Neighborhood nets act as message boards for certain neighborhoods and communities that allow people to see what events or news may be impacting their immediate areas.

Students of all ages from pre-K to high school were visiting her garage not just her neighborhood, but from neighboring subdivisions as well.

Jennifer and a student checking a book out.

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And that’s when the donations started to roll in. Martin said she’s gotten so many books now that she’s even able to do monthly giveaways.

"Everybody can come and fill a whole bag of books and take them home," Martin said. "This is in the interest of building and developing and expanding a child’s personal library at home which is so important that kids have books in their home that are theirs."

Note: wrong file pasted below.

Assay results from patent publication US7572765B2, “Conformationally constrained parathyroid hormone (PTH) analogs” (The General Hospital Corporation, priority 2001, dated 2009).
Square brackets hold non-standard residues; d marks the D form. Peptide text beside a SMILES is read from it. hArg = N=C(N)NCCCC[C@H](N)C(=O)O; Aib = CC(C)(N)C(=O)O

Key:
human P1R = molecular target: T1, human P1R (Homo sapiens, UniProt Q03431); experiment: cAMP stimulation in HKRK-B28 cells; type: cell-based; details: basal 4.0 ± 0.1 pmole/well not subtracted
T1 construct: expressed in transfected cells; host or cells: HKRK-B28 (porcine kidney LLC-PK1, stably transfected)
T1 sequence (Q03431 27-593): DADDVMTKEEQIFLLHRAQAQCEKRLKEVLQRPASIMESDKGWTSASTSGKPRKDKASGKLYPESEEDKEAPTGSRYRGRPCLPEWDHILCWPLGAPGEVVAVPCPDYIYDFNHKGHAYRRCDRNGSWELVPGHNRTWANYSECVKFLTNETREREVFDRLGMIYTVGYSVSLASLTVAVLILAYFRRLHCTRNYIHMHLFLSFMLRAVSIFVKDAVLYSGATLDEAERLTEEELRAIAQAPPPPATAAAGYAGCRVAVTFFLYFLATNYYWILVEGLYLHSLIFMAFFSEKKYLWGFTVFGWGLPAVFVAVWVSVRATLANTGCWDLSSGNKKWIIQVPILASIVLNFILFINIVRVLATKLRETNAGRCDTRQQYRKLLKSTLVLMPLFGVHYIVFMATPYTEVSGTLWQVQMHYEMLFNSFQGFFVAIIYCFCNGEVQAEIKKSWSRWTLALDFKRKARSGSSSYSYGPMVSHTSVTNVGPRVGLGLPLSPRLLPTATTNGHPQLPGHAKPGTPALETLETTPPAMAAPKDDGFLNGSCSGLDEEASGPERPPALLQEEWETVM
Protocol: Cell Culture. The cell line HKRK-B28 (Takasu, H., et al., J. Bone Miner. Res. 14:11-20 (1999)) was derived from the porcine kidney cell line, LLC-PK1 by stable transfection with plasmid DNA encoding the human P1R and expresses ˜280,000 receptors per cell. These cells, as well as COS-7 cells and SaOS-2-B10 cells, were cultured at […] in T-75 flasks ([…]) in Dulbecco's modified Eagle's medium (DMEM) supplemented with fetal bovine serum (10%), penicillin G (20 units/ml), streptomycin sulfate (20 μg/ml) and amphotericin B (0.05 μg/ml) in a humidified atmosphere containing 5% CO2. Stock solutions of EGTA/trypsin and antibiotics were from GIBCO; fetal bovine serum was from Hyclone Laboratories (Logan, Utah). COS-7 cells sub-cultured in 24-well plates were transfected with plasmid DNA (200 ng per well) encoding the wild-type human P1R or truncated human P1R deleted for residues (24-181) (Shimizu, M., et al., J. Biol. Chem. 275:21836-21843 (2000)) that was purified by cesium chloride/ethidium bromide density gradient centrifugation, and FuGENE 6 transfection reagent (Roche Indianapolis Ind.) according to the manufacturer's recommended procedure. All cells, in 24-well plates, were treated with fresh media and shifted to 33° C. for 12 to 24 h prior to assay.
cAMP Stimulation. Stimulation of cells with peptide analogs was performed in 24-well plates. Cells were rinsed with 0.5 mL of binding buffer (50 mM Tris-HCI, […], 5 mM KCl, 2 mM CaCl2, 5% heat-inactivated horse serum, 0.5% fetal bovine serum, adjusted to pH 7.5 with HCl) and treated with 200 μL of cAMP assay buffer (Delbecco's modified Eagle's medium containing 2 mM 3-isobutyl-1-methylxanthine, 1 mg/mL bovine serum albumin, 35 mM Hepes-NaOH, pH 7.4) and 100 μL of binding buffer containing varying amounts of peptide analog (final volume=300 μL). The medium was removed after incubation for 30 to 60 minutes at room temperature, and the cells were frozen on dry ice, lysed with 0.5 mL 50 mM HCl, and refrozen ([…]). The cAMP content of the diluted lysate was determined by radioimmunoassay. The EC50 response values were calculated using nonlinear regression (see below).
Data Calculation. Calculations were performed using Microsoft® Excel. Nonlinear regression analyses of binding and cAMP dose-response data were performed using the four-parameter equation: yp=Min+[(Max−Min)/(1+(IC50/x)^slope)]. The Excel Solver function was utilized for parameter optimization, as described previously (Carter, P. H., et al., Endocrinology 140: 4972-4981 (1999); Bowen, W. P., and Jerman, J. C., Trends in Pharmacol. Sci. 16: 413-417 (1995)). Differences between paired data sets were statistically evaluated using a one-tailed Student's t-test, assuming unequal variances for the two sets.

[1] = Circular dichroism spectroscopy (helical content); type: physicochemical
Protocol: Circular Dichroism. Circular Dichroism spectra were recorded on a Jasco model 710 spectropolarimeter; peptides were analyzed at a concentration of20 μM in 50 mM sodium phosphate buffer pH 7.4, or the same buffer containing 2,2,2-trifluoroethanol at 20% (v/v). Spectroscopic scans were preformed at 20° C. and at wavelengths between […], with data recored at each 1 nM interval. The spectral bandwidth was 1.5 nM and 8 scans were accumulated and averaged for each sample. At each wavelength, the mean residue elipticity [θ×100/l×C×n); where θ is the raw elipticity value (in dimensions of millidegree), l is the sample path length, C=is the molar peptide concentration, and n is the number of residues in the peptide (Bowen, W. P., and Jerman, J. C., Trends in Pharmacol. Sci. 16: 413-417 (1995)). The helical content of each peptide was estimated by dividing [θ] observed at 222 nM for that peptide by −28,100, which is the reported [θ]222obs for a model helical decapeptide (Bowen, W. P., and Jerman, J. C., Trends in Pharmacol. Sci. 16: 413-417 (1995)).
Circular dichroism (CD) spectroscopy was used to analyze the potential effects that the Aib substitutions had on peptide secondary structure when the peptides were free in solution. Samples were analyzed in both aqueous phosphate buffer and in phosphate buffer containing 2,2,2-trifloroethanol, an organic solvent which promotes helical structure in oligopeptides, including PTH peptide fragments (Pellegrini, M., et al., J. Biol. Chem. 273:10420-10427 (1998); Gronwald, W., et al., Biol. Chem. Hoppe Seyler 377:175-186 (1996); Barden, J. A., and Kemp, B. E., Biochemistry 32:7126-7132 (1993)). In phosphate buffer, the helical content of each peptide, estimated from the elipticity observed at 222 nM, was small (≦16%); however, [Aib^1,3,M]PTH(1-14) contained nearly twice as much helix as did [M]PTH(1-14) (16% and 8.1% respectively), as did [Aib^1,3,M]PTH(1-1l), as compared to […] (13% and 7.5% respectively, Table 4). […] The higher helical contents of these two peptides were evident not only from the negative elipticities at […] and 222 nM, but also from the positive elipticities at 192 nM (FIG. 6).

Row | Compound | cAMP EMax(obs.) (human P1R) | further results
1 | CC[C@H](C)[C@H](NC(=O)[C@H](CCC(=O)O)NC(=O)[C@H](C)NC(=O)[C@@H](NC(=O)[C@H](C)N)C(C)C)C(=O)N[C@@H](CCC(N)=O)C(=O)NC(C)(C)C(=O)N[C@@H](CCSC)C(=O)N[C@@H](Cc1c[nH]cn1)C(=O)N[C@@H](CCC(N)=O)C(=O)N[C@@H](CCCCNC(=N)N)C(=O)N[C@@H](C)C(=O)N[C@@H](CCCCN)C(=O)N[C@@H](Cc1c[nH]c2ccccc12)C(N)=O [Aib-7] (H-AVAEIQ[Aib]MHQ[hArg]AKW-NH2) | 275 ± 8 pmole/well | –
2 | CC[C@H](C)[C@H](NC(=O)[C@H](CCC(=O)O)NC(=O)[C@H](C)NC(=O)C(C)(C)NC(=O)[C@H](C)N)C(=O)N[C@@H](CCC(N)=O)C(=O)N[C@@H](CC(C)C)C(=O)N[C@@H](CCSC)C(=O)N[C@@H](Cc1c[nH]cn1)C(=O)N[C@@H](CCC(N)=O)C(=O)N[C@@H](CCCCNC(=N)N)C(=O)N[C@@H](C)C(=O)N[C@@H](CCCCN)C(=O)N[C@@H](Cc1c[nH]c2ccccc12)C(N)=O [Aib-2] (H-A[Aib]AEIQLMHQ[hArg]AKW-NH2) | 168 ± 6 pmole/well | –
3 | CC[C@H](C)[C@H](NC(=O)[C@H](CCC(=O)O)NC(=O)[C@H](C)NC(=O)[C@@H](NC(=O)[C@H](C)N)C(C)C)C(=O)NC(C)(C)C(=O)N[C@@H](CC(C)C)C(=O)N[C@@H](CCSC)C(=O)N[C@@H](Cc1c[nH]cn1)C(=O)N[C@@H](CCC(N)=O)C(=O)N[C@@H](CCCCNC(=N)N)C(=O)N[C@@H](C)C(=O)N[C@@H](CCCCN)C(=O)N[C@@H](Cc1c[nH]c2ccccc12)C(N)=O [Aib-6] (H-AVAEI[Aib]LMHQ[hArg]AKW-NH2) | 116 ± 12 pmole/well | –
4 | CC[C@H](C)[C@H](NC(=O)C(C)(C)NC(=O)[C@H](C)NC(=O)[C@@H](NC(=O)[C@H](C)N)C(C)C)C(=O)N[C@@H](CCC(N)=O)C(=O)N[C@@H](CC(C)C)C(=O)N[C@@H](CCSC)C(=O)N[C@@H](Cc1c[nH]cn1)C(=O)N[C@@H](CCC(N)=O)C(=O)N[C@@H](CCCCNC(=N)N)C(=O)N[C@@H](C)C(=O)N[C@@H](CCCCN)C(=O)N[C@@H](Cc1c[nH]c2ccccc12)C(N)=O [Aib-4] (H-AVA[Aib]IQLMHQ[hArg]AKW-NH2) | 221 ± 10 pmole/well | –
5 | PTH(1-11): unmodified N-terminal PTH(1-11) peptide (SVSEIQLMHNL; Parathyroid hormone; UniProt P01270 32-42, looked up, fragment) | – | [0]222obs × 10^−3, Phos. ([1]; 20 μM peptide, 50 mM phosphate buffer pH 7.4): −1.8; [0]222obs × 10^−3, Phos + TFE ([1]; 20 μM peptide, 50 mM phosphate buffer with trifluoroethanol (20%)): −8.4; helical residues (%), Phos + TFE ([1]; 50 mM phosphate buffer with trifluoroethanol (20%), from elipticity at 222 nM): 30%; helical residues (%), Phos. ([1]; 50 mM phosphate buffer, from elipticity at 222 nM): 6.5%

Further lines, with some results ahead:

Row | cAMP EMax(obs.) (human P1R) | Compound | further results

More and more people were visiting her library and the attention Martin started to receive was overwhelming. Not only was she getting donations from neighbors, but donations were coming in from people across the country and the world.

"I’ve got a bunch of books right now from California, from New York, from Iowa. A woman has bought them off of our Amazon wish list from Britain. A woman in the U.K. A man in Italy saw the story and emailed me. So, it’s really blown up in a way that I had not expected or imagined. I mean, really, I didn’t imagine any of this. Now we have 4,000 books in this library," Martin said with a smile.